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Michel Raspaud


Michel Raspaud


Ph.D in Sociology, Professor of Sociology of sport at University Joseph Fourier (Grenoble, France). 
Head of the Faculty of Sport Sciences (2001-2006). 
- Visiting Professor at Universidade de Sao Paulo (Brazil): January-June 2008. 
- Visiting Professor at De Montfort University Leicester (UK): January-June 1996. 
Books: 
- Histoire du football au Brésil. Paris: Chandeigne, 2010. 
- L'Aventure himalayenne. Les enjeux des expéditions sur les plus hautes montagnes du monde, 1880-2000. Grenoble: Presses Universitaires de Grenoble, 2003

Michel Raspaud
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Malek Bouhaouala
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Joseph Fourier University - Grenoble-Alpes

Abstract

The paradox of development through sports mega-events Contestation vs. consensus: Brazil 2014 / France 2016

Mega sporting events (Olympics, FIFA World Cup...) require infrastructures that correspond to strict specifications setup by the International Federations: number of seats, security, T.V broadcasting, etc. These heavy investments for Local Organizing Committees are also used as an argument for local development: fostering the employment, building or upgrading infrastructures. Then, these mega events became one of the stakes of global competition between nations, regions, territories and cities. Brazil and France will organize two major international football competitions: the Copa 2014 (32 nations) and Euro 2016 (24 nations). Stadiums are built or will be upgraded (12 stadiums in Brazil, 9 in France). These investments amounted to billions of dollars and produce different effects on the territories and local populations. However, beyond this common basis, the effects on local development and the perception of these investments are so different to point out one paradox. Indeed, in the country where football and carnival are religion, we observe a massive protest by local populations. In contrast, in the land of culture and sports activities, there have been scattered protests, worn by elite social groups (through legal actions). The country of football encounters many popular demonstrations against the relevance of enormous spending due to the Copa 2014, while in the country of culture, the population remains indifferent to investments of Euro 2016. In France protests are diverse and focus more on infrastructures and less on the event itself. The purpose of this communication is to understand this paradoxical difference between a southern country, belonging to the emerging BRICS, with a high economic growth, and a rich northern country where the economy is more developed, but where economic growth is threatened. Our hypothesis concerns a paradoxical difference between Brazil where football refers to a characteristic popular culture, and France, where it refers only to sporting entertainment industry. The aim of our paper is to discuss in-depth this paradoxical social phenomena.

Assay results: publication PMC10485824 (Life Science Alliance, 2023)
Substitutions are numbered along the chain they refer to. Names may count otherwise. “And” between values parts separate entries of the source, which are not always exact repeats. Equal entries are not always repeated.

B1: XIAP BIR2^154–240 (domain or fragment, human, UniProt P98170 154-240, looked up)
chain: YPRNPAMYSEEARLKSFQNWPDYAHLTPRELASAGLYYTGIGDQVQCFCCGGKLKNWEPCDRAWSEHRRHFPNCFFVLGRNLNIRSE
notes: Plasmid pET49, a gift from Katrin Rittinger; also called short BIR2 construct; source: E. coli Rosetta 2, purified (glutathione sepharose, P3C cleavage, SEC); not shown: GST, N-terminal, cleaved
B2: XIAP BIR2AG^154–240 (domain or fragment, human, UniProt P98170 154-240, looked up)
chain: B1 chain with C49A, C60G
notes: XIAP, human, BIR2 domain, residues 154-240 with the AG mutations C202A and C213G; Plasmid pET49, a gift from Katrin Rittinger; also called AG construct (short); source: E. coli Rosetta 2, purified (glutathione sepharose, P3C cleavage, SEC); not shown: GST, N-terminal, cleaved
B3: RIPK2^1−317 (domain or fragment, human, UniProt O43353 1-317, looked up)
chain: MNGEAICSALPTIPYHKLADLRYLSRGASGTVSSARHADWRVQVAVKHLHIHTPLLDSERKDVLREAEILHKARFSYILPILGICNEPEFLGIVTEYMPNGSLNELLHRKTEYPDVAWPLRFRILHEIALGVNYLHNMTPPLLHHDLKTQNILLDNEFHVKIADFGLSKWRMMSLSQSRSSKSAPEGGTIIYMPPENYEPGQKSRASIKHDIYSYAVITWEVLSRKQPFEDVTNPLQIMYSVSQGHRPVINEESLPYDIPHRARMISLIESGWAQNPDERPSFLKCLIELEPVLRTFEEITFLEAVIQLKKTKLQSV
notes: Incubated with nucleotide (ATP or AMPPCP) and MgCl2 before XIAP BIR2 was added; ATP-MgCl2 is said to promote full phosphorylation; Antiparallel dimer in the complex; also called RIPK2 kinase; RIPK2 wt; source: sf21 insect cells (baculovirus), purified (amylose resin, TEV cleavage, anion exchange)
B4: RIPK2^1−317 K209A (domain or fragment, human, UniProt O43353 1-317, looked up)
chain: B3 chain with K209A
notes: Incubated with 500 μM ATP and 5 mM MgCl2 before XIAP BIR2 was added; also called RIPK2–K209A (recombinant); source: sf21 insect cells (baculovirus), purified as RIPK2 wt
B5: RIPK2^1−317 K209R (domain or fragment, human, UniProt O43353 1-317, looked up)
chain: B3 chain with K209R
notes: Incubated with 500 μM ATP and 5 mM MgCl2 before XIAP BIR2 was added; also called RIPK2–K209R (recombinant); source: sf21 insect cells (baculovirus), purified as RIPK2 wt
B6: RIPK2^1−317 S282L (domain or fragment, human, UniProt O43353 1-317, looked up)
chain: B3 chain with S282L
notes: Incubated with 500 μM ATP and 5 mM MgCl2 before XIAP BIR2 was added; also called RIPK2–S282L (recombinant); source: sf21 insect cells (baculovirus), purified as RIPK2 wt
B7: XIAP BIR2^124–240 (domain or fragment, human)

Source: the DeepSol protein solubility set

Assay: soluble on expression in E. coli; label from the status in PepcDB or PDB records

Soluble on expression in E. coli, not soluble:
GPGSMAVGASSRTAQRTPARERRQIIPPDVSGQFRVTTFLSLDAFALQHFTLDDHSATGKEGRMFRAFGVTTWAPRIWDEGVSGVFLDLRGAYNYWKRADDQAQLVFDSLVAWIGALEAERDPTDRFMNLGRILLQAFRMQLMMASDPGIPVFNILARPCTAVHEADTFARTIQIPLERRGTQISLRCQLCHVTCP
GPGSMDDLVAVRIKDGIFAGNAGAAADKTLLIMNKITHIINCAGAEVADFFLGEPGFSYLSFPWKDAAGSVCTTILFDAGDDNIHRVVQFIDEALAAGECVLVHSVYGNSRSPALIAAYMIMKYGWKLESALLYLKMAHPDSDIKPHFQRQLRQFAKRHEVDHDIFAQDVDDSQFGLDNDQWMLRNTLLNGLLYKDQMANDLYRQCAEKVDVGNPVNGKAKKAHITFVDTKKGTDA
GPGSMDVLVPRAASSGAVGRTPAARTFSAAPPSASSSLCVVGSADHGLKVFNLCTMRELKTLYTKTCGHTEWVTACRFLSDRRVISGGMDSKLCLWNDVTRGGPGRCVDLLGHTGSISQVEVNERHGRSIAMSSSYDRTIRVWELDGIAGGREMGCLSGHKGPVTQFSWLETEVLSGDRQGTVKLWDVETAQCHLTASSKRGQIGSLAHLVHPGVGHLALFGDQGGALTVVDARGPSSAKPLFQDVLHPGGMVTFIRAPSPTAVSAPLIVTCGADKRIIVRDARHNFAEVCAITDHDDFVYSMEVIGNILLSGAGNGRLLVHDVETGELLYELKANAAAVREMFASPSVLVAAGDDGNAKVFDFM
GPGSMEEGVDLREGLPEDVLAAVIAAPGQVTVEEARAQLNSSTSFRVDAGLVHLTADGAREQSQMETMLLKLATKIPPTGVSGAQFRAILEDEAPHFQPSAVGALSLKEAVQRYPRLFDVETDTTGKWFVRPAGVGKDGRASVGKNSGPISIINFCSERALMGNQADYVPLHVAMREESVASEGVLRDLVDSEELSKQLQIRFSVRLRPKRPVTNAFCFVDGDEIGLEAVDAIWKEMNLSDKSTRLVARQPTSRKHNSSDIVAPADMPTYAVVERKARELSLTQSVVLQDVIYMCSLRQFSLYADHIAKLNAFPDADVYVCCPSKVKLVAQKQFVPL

Ernest Yeboah Acheampong
James Anderson
Kingsley Antwi-Bossiako
Pascal Charitas

Marc Crandall
Bonnie Everhart

Itamar Dubinsky
Mari H. Engh
Evans
Anthony Frampton
Ten Years - What's Next? Sheri Hukleberry
Tarminder Kaur - Simon Darnell - Marie Biermann
Mariana Dantas
Lee Evans
Anthony Frampton
Tehama Lopez Bunyas
i
Sana Mahmud
Mbaye Ngom
Douglas Mpondi
Andy Ofori-Birikorang
Walter Nkwi
Chuka Owonmechili 
Cody Perkins
Romola Ratman
Michel Raspaud
Martha Saavedra
Sarah Shanley
Elisabeth Timbs
Peter Wanderi Peninah Wanjiku Mwenda
 Ali Zyati
 
Steve Howard
Andrew Kreutzer
Nana Owusu-Kwarteng

 

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